What happened to the gun lobby in the US?

Donald Trump naturally responded to the synagogue shooting by calling for more armed guards in houses of worship and other public places.

The number of people in the US who died in massacres from the “popular” AR-15 was 176. That jumped to 225 in 2016 [if including the AR-15 cousin, the SIG Sauer MCX].

Following a series of deadly mass shootings in the late 1980s and early 1990s the AR-15 and similar were banned in the US. Fatalities caused by such rifles dropped, although killings by other semi-automatics went up.

When the ban came up for renewal in 2004, the Republican controlled Congress let it lapse, despite polling that suggested it remained a popular gun control measure with the public. Surprised?

According to a recent Gallup poll, support for stricter gun control is at 61 per cent. Support is very strong among Democrats at 87 per cent. Sixty-one per cent of independents are also in support. Not surprisingly just 31 per cent of Republicans support gun control.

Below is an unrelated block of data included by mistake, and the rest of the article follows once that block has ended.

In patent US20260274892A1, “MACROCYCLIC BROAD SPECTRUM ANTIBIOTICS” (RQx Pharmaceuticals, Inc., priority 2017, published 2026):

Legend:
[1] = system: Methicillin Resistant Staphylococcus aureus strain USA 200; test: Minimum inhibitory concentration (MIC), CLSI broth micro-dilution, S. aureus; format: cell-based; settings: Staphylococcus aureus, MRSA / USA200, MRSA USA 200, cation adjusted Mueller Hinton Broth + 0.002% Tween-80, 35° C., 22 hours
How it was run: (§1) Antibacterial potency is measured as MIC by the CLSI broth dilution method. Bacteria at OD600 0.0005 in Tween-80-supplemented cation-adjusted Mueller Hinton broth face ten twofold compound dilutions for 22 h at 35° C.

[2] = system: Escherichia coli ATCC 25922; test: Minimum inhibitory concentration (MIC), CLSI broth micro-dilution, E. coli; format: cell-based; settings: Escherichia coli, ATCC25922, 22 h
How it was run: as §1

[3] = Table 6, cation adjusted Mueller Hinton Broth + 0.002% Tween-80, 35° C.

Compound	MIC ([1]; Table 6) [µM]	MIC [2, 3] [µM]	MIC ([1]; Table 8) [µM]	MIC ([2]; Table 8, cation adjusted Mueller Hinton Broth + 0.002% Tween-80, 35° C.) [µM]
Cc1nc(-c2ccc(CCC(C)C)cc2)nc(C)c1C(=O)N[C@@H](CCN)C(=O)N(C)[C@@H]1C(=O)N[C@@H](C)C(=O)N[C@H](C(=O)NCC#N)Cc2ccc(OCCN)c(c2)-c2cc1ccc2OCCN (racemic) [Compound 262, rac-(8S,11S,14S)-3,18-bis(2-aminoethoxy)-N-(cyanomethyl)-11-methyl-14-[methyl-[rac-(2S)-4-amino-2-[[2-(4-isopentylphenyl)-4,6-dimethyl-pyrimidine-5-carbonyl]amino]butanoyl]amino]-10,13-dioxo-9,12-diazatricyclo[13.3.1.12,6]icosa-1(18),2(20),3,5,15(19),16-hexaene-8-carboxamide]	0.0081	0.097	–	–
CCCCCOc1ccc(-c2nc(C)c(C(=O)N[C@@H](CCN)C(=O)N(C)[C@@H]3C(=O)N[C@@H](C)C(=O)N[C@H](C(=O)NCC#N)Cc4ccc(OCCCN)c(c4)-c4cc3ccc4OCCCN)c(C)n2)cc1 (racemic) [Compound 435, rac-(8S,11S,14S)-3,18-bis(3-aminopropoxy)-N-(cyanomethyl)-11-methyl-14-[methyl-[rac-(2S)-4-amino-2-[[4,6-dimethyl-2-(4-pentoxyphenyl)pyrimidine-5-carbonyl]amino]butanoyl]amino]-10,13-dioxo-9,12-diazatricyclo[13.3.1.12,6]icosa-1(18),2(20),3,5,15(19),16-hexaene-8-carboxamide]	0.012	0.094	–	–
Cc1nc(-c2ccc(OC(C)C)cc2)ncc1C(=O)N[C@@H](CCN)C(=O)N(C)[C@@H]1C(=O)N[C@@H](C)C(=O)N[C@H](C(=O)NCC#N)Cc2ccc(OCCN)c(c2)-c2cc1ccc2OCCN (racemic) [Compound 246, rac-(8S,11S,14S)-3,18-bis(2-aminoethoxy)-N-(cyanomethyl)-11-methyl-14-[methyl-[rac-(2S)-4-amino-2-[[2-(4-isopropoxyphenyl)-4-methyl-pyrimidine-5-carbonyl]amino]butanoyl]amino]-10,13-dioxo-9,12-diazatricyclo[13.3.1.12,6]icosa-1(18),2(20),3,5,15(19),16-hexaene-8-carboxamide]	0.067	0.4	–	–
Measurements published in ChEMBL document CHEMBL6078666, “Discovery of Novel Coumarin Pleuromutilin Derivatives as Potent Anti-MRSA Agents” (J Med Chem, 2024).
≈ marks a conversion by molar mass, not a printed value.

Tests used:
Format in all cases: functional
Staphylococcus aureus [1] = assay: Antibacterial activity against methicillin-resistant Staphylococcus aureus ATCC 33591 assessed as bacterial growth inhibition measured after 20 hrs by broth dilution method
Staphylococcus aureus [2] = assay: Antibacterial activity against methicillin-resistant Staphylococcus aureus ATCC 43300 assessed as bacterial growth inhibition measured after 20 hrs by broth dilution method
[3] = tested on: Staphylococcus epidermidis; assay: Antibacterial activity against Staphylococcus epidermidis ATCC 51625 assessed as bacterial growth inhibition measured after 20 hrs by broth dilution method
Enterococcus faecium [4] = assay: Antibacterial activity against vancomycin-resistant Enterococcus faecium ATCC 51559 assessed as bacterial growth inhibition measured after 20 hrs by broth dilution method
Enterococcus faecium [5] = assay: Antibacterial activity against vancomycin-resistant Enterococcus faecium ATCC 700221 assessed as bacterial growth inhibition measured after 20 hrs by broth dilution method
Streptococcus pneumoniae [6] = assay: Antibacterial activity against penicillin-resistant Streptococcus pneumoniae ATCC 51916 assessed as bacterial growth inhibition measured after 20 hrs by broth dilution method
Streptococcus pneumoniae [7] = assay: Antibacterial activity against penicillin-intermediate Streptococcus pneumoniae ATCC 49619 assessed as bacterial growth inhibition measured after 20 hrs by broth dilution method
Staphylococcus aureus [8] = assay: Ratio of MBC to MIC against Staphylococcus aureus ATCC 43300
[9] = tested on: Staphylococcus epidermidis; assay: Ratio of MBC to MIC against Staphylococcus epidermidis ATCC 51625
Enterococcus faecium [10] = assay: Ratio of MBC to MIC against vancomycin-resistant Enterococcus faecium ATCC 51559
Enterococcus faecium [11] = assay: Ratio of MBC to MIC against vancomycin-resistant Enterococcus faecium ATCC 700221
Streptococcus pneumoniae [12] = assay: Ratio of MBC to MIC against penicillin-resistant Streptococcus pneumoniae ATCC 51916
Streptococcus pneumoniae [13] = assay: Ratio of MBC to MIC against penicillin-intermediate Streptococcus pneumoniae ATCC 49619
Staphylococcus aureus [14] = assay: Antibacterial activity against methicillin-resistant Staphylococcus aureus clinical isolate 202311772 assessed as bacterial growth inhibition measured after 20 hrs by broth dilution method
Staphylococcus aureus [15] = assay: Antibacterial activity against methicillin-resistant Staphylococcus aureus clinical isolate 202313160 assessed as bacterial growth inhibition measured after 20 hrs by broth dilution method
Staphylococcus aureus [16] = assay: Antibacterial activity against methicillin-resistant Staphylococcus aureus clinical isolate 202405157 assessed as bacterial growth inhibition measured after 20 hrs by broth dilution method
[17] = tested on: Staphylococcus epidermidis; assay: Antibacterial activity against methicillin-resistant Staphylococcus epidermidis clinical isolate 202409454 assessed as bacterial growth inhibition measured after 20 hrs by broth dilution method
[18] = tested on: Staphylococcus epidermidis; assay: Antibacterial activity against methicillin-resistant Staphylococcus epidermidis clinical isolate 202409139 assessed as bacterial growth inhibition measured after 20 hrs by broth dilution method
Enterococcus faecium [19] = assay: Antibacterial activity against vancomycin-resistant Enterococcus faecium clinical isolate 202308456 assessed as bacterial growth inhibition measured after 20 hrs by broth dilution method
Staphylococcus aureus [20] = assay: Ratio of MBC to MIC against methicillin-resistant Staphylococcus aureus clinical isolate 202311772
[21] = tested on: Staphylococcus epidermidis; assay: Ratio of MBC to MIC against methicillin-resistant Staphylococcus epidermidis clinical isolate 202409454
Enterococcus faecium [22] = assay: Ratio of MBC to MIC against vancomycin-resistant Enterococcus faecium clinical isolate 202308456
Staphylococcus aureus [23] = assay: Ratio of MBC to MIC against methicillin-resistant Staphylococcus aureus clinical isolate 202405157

As of last week, gun control groups have outspent the pro-gun supports. In comparison, in 2016, $55 million were donated to the gun supporters and around $5.5 million for gun control.

A Wall St. Journal report counted 102,000 gun-control-themed ads that had been aired in battleground states, versus just 4,500 in the 2014 midterms.

The National Rifle Association, the big gun rights group/lobby in the US, had spent just $1.6 million US on ads and campaign contributions, compared to $16 million by the same point in the 2014 cycle. Part of the reason is that the NRA membership has plummeted [less $35 million in 2017] and they are now in a deficit.

US politicians [almost all are conservatives] that are supported by the NRA will feel the loss of funding compared to previous election years and will have to rely on other donors. Some of them received millions from the NRA.